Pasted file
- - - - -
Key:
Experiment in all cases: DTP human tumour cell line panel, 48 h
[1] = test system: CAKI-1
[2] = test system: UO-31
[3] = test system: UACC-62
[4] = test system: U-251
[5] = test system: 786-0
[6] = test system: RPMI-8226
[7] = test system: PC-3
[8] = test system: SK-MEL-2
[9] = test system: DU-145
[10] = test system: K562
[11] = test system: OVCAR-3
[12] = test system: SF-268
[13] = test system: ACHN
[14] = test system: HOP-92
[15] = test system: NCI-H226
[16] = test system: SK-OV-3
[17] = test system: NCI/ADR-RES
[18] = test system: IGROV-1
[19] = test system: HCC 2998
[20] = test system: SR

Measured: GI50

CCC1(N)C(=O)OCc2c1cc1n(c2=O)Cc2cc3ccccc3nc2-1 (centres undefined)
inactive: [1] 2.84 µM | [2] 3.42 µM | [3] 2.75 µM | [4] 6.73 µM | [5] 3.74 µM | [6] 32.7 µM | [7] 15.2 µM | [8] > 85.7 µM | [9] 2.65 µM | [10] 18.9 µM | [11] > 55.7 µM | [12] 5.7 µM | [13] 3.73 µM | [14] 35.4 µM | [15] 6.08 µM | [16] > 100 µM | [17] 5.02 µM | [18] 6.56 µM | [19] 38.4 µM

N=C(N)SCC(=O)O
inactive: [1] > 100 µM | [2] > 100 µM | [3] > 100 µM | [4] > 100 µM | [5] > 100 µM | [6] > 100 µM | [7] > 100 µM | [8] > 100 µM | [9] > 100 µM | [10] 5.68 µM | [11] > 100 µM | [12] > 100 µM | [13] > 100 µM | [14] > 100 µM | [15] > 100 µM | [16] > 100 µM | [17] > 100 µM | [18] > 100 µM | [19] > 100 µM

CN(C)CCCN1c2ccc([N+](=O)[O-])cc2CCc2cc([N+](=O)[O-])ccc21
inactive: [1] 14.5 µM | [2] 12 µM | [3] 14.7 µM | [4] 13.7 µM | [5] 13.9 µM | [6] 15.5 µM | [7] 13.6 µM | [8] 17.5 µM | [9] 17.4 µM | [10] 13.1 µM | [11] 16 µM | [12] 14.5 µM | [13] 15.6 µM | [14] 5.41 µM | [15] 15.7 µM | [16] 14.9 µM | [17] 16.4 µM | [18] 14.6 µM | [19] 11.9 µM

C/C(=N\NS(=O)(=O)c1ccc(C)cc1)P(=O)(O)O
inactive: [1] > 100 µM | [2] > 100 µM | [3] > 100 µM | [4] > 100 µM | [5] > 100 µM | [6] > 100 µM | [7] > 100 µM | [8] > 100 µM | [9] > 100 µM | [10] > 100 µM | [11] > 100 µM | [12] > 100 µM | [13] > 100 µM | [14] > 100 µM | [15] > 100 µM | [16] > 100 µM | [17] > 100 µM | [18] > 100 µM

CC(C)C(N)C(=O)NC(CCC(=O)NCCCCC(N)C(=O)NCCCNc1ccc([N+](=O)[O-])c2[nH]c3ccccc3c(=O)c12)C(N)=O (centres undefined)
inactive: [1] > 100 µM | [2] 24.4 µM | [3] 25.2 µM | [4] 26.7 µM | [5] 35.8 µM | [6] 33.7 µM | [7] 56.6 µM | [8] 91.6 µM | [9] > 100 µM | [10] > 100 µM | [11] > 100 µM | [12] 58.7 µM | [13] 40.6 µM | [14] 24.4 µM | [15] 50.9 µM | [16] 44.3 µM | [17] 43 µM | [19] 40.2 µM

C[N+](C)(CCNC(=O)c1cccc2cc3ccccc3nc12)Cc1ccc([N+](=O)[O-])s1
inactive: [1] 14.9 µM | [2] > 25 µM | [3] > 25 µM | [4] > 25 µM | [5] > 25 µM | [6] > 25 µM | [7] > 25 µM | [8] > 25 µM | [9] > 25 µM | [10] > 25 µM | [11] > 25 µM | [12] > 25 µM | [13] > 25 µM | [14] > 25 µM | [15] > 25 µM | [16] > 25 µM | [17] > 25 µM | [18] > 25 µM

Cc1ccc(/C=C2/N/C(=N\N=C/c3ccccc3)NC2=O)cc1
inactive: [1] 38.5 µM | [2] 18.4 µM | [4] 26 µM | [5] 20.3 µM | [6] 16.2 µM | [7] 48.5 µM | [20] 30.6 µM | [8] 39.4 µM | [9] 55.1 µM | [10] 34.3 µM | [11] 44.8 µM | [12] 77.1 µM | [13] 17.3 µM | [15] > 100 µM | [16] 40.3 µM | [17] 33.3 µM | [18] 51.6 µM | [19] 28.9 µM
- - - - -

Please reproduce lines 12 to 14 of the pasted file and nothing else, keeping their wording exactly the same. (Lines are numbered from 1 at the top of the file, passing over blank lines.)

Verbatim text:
[10] = test system: K562
[11] = test system: OVCAR-3
[12] = test system: SF-268